Apartment @ Lincoln Modern

1290 sqft    |    Lincoln Modern, Singapore

The Client had a fascination for top-end hotel suites, where the combination of luxury and subtle but well integrated practicality was desired. The hotel suite concept also matched a bachelor’s requirements and the work would involve architecturally tweaking the apartment to cater to a singular lifestyle.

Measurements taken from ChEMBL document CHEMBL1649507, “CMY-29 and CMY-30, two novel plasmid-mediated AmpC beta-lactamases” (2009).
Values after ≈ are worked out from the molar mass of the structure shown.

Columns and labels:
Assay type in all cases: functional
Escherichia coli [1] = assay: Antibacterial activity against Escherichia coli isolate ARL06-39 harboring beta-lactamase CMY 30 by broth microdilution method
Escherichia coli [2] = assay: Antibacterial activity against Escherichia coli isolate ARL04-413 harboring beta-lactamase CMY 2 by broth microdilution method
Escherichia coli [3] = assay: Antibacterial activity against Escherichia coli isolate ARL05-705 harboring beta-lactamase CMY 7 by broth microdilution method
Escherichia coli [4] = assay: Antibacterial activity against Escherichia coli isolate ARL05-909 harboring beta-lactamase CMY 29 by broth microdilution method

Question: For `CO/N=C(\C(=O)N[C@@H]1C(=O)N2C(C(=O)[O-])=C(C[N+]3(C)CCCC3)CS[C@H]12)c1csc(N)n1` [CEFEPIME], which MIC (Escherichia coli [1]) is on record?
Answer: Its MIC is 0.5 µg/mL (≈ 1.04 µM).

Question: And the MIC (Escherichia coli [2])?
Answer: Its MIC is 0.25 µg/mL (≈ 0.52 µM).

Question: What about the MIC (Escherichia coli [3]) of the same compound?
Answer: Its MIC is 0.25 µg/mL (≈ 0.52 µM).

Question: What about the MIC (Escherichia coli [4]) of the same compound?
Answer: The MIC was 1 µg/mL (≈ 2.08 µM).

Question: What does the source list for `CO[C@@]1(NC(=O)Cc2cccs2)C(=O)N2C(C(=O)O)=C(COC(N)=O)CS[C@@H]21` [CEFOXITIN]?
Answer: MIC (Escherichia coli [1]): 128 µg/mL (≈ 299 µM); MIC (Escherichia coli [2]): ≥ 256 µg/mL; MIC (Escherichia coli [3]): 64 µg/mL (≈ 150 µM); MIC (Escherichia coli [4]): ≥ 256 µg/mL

Tweaking came about in several ways; 1300 sqft spread over a maisonette with 3 bedrooms and a household shelter meant that defined rooms would undoubtedly be small. It was necessary to enlarge by actual manipulation of walls, or to suggest spatial luxury by redefining its use. The former master bedroom that was ‘intruding’ into the living void was relocated and converted to an open platform sharing the same void. This was done to improve the experience of the double-volume, as elements spanning the height would now fall within one’s view-cone. The luxury of height is further expressed by the alignment of materials and finishes, such as the implied continuity of curtains, the direction of timber grain on panelling, mirrors used to ‘pull’ the space so that what needs to be perceived will be bought into the view-cone. The former master bedroom which was modified to an open balcony over the living-void, had sufficient definition as a space above and away from the living that it had a private spatial character, and was suited as an ante-room to a larger master-bedroom further in. Simplicity and unbroken architectural line was key to spaciousness, so what was superfluous was hidden away- for example, the suspended plasma screen, with the video equipment hidden with the ceilings. Simple lines were deliberately finished in texturally rich material, whether tactile or visual. The 2nd storey plan itself became the master bedroom. A reconfigured walk-through master bathroom now had a panoramic view of the southern skyline, linking the bedroom with the TV ante-room. Pulling the master-bathroom away from the curtain wall glass also allowed this to be seen and felt in its continuous length. This also brought in much needed natural light to the internal corridor and gave the mental impression that the master-bathroom was an island within the space.